. . .Some people seem genuinely disturbed by our decision, on philosophical or political grounds, as if by keeping a couple of 5-year-olds out of kindergarten we have violated the social contract. Specifically, we have rejected the mainstream consensus that since education is a good thing, more of it — more formal, more “academic,” reaching ever deeper into early childhood and filling up more of the day and more of the year — is better for society and better for all children. This is almost an article of faith in contemporary America, but it’s also one that’s debatable at best and remains largely unsupported by research data.
In a related vein, some people suspect we have a hidden ideological or religious agenda we’re not telling them about. We may look like your standard-issue Brooklyn creative-class family — two 40-something parents, two kids, two pet rabbits and a battered Chrysler minivan — but who are we really? Home schooling has become a lot more mainstream and diverse in recent years, but familiar stereotypes endure. . .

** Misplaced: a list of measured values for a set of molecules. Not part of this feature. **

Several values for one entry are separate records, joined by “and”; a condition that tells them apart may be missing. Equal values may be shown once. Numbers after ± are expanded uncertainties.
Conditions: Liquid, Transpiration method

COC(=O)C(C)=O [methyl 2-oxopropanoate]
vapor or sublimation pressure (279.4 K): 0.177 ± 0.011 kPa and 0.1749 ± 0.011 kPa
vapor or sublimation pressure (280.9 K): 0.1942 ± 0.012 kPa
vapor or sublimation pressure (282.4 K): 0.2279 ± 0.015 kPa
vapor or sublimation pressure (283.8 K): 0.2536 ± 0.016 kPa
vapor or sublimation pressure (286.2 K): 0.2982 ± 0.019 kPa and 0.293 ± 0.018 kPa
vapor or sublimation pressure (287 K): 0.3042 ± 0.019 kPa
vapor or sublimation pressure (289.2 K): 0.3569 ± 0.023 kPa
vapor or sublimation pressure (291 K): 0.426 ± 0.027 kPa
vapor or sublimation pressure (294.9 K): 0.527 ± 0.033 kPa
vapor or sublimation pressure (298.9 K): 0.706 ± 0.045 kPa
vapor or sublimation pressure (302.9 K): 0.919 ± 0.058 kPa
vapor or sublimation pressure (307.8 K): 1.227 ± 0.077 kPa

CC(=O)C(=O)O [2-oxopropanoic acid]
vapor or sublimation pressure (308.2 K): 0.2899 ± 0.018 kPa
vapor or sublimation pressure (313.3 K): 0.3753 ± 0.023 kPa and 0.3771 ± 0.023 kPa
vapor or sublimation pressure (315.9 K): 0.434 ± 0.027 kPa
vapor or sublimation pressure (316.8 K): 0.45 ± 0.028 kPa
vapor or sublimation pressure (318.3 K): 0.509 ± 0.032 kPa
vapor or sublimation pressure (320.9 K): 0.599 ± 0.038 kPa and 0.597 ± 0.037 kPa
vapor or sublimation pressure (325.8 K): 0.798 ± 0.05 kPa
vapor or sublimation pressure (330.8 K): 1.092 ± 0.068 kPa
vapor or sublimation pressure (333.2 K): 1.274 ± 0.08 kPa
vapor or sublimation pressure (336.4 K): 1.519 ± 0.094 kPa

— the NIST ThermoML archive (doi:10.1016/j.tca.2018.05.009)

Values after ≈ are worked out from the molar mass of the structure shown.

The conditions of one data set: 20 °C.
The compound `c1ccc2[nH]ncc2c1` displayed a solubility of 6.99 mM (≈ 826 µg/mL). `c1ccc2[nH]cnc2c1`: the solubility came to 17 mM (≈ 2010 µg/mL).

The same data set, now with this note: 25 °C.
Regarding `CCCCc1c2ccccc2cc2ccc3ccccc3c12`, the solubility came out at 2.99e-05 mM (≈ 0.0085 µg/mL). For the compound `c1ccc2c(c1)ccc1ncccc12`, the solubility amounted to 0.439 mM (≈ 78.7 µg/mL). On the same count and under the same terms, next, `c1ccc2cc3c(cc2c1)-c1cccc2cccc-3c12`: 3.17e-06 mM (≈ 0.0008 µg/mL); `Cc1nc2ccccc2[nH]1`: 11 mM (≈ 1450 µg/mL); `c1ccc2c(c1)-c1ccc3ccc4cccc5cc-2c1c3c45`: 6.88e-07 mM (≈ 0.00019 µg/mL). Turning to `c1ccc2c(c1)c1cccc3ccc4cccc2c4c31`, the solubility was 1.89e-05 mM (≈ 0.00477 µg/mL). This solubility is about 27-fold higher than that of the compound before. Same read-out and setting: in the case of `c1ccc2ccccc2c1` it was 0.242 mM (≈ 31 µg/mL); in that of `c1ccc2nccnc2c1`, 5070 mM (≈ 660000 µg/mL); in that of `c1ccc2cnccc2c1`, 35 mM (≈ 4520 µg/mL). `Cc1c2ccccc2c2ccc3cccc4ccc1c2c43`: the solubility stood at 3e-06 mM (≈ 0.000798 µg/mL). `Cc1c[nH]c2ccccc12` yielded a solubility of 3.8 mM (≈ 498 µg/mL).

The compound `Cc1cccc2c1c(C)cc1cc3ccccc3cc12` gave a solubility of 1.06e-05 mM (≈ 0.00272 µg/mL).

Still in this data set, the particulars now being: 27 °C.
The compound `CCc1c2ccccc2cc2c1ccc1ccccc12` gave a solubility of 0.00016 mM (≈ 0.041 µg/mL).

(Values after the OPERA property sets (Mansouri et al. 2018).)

In order to avoid one or more of these discomfort zones, we try to answer all well-meaning interlocutors with bland, diplomatic and totally unspecific generalities. Not quite lies, but well short of what you’d call the truth. This is a phenomenon known to almost all home-schoolers, from Mormon separatists to off-the-grid hippie anarchists, and a frequent discussion starter in online home-school groups. . .
“Confessions of a Home-schooler”: Salon28 09 2009
- Date : September 28, 2009
- Categories : Creative Class, Culture, education, Evolved Homeschoolers, Family Values, homeschooling, Human Networking, Identity, Institutions and Individuals, Intellectual and Academic Freedom, Journalism, Language, learning, Memes, Parent Involvement, Political Frames, Power of Story, School versus Education, Socialization, Strange Bedfellows, Thinking Parents, trends, What's In a Name?